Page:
(Fixes spelling of analyst’s name in 11th paragraph to Kevin Lo from Kevin Low)
* Q3 EPS C$0.25 vs C$0.61 year ago
* Revenue down 11 pct at C$253.3 mln
* Operating profit of C$0.06 matches expectations
* Units rise 4.6 pct (Adds comments, details)
By Scott Haggett
CALGARY, Alberta, Oct 22 (Reuters) - Precision Drilling Trust PD_u.TO, Canada’s largest oil and gas drilling contractor, posted a 13 percent fall in quarterly profit on Thursday as demand for its services slumped because of weak commodity prices.
The company, which expanded into the United States last year with the $2 billion acquisition of Grey Wolf Inc, posted net earnings of C$71.7 million ($68.3 million), or 25 Canadian cents a unit, down from C$82.3 million, or 61 Canadian cents, in the third quarter of 2008.
The trust said its December purchase of Grey Wolf helped shore up weak Canadian activity, particularly as it established a position in the massive Marcellus shale gas play centered in Pennsylvania, where it soon expects to have 12 rigs working, up from two a few months ago.
But despite saying that he believes the company has now seen the worst of the downturn, Precision Chief Executive Kevin Neveu said he expects the upcoming Canadian winter drilling season to be no better than the one past, saying customers may leave their drilling budgets for 2010 unchanged.
“In Canada we have just completed the slowest summer after the weakest spring following the poorest winter in the last two decades. I’m going to run out of adjectives for the word ‘poor’ if this cycle continues much longer,” he said on a conference call. “It’s hard to find much optimism in this outlook.”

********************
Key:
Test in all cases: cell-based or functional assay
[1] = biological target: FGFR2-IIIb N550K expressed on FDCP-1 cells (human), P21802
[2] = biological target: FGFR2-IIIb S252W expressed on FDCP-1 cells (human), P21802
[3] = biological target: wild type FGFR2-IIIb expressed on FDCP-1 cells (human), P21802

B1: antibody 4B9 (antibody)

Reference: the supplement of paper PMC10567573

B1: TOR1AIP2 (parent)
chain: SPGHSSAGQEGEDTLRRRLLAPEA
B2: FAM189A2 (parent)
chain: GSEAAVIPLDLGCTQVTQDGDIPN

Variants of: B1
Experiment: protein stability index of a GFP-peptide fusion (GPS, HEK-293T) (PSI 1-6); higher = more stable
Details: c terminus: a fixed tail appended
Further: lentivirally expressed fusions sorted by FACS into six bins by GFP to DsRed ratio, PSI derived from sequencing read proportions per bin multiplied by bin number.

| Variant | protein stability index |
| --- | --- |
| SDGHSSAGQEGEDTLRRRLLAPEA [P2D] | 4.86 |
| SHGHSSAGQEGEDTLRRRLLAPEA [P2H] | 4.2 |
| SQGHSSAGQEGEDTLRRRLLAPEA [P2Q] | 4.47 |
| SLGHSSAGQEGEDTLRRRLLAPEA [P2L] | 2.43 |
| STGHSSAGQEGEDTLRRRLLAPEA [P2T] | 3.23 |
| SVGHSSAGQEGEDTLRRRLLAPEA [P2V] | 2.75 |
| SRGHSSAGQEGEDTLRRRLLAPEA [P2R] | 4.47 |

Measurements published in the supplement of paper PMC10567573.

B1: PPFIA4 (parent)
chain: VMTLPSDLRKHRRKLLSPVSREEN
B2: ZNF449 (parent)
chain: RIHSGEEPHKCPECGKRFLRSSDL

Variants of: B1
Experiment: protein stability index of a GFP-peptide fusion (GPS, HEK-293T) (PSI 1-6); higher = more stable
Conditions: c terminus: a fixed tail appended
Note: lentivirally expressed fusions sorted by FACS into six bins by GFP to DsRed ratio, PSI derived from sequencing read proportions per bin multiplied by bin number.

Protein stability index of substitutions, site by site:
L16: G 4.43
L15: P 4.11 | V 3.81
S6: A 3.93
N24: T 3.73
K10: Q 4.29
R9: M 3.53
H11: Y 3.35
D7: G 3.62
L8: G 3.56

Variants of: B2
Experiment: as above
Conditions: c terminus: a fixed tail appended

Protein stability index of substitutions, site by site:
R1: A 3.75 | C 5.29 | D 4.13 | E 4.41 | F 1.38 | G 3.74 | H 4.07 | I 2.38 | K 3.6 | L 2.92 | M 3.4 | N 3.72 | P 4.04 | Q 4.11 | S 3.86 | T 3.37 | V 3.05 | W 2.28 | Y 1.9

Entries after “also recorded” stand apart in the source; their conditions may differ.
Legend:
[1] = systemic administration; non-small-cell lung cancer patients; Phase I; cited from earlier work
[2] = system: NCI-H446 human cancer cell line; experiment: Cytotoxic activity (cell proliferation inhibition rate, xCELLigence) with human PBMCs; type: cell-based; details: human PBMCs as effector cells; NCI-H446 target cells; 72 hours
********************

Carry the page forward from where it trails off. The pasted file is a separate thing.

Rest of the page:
Still, Neveu said that he expected that customers could ramp up spending if natural gas prices rise.
Canadian activity has plunged because of low natural gas prices, down 62 percent from the year-prior average, and the company’s rig utilization days in the quarter fell by more than half.
Precision said the earnings included a one-time gain of C$63 million, or 19 cents a unit, dropping operating earnings to 6 Canadian cents a unit, matching the average profit forecast of analysts polled by Thomson Reuters I/B/E/S.
Revenue fell 11 percent to C$253.3 million.
Drilling activity in Canada has slumped as petroleum producers cut back to cope with a 42 percent drop in average oil prices from the third-quarter of 2008 and a 62 percent plunge in natural gas. But analysts say Precision may be able to quickly respond if prices improve.
“They kept margins in check (in the quarter), which in this environment is good,” said Kevin Lo, an analyst with FirstEnergy Capital. “And the fundamentals of the industry are getting better.”
Precision units rose 34 Canadian cents, or 4.6 percent, to C$7.94 late afternoon on Thursday on the Toronto Stock Exchange. The units have dropped 43 percent over the past 12 months.
$1=$1.05 Canadian Additional reporting by Ashutosh Josh; editing by Rob Wilson